Marvel at These 10 Freaks of Nature


The world is filled with unique, breathtaking natural wonders—from boiling craters to caves full of luminescent glowworms. While a global pandemic or natural disasters and extreme weather like tsunamis, hurricanes and tornadoes bombard our psyche, we might be tempted not to appreciate nature. In fact, relishing the wonder of nature can provide some respite from too much time indoors. These sites are a great place to start when looking for hope in some of Mother Nature's greatest offerings.


1. Fly Geyser, Washoe County, Nevada

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This geyser in northern Nevada, found amidst fields of grass was created by accident when—as the story goes—in 1964, a geothermal power company drilled a test well where the geyser now sits. The combination of calcium carbonate deposits and scalding hot water resulted in three nearly 6-foot-high, brightly colored red and green mounds that shoot hot water into the air.

2. The Marble Caves, Aysén, Chile

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These caves—accessible only by boat—sit in the heart of Patagonia and were formed over 6,000 years as water continued to splash against the solid rock formations to create these intricate and unique blue marble formations.

3. Lake Sørvágsvatn/Leitisvatn, Vágar, The Faroe Islands

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This freshwater lake is famous for its appearance of "floating" above the ocean. Though it's actually not even 100 feet above sea level, from various camera angles, the lake looks like it is hundreds of feet above the ocean because of its juxtaposition with a dramatic waterfall and the cliff to its side.

4. KrKa National Park, Šibenik-Knin, Croatia

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This national park in southern Croatia is famous for having not one, but seven, gorgeous waterfalls streaming with turquoise waters, including the picturesque Skradinski buk waterfall. The crystal clear water in its basin is typically filled with visitors taking a dip.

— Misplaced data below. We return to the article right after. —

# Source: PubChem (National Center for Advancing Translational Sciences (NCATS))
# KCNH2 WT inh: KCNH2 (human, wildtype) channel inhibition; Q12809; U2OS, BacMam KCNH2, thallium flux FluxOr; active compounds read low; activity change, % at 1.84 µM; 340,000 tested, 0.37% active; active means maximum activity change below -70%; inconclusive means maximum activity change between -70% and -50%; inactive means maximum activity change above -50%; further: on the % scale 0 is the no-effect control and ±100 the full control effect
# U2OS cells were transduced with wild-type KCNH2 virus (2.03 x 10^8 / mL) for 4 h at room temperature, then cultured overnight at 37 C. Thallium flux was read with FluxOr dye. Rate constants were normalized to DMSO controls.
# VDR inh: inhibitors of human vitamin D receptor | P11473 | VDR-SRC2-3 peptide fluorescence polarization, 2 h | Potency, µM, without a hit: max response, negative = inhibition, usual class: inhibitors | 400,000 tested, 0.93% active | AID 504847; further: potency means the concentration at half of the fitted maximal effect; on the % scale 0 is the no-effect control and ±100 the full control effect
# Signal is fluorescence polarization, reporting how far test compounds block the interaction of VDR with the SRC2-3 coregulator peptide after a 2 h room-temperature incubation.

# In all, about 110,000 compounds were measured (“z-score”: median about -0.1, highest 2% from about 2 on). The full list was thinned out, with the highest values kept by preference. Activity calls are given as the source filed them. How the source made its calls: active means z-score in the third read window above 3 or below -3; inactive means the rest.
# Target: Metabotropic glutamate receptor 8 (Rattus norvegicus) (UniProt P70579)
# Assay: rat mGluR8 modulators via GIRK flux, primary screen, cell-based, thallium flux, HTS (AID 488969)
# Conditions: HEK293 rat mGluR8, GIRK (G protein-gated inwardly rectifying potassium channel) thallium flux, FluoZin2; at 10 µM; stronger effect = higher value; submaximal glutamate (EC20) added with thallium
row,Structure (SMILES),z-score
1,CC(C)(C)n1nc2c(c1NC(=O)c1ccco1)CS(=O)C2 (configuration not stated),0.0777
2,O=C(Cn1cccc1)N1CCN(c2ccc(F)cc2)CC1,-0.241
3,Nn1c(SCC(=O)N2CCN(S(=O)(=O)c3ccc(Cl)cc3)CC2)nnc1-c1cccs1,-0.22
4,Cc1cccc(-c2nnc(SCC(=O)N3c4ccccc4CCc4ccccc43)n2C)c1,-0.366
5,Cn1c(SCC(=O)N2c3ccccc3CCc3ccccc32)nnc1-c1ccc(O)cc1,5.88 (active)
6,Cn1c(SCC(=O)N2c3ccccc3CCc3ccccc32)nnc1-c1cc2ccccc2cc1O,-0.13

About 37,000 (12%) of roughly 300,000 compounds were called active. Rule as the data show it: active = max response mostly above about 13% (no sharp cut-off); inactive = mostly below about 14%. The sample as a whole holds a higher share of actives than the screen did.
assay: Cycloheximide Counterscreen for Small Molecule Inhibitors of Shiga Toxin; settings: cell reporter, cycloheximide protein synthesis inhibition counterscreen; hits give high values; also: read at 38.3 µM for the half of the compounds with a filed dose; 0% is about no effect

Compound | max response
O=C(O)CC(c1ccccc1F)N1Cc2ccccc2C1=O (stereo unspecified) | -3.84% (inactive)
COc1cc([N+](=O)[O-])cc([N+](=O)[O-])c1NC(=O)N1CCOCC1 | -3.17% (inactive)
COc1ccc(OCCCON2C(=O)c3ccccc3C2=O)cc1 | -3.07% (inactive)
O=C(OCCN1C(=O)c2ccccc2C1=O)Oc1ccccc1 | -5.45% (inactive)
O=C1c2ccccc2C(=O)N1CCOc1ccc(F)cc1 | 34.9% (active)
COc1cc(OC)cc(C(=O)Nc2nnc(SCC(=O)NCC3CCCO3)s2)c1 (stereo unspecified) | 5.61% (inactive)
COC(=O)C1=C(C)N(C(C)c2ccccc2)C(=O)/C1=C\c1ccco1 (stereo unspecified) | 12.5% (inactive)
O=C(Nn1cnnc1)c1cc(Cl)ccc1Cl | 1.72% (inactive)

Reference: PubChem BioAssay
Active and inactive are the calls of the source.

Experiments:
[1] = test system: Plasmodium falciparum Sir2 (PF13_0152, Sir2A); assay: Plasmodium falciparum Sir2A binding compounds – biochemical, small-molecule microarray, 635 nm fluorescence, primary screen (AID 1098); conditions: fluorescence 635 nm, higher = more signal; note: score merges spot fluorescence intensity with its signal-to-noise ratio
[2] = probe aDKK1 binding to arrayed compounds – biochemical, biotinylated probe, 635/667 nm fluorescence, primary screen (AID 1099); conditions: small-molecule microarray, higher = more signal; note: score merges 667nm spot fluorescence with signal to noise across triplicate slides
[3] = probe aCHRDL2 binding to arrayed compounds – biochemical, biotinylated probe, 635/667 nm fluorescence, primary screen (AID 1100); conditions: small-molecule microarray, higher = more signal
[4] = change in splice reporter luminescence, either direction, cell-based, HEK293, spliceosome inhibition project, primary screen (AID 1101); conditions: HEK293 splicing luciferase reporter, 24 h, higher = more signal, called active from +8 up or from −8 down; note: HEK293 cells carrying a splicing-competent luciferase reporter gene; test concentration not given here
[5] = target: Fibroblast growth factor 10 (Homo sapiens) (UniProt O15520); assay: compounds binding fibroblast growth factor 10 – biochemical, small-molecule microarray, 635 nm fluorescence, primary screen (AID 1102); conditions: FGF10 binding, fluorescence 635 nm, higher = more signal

5. Pamukkale, Denizli, Turkey

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At Pamukkale—or "cotton castle" in Turkish—warm thermal water flows down the astounding limestone deposits that have formed along the rim of a valley. And while the natural waterfall is worth a trip in its own right, it also sits among the ancient Greek-Roman city of Hierapolis that has been well preserved for visitors to explore.

6. Dead Sea, Israel/Jordan

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The Dead Sea has the lowest elevation on earth—at about 1,410 feet, and is also one of the world's saltiest bodies of water creating a unique experience; rather than swim, visitors will find themselves floating nearly effortlessly in the mineral-rich waters.

7. The Danakil Depression, Afar Region, Ethiopia

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One of the hottest places on the planet—with average temperatures of 94 degrees and records reaching above 122 degrees Fahrenheit—the heat from volcanic activity creates yellow, green and orange deposits. The site is replete with sulfur springs, volcanoes, geysers, acidic pools, salt pans and mineral-filled lakes.

8. Darvaza Gas Crater, Derweze, Turkmenistan

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This burning hole in the ground—known as the "Door to Hell"—was said to have been created about four decades ago after the ground under a Soviet drilling rig gave way and the noxious gases were then lit on fire to protect the surrounding wildlife.

9. The Pinnacles, Cervantes, Australia

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Rising from the Nambung National Park in Western Australia, these thousands of limestone formations look like they came straight out of a Star Wars desert scene, and each is unique—some visitors have even said various pillars resemble animals or cartoon characters.

10. Waitomo Glowworm Caves, Otorohanga, New Zealand

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Inside this dreamlike cluster of caves in New Zealand's North Island is what looks like a star-filled night sky, but is actually thousands of glowworms. Key to seeing the glowworms work their magic is complete silence, as the worms don't respond well to noise.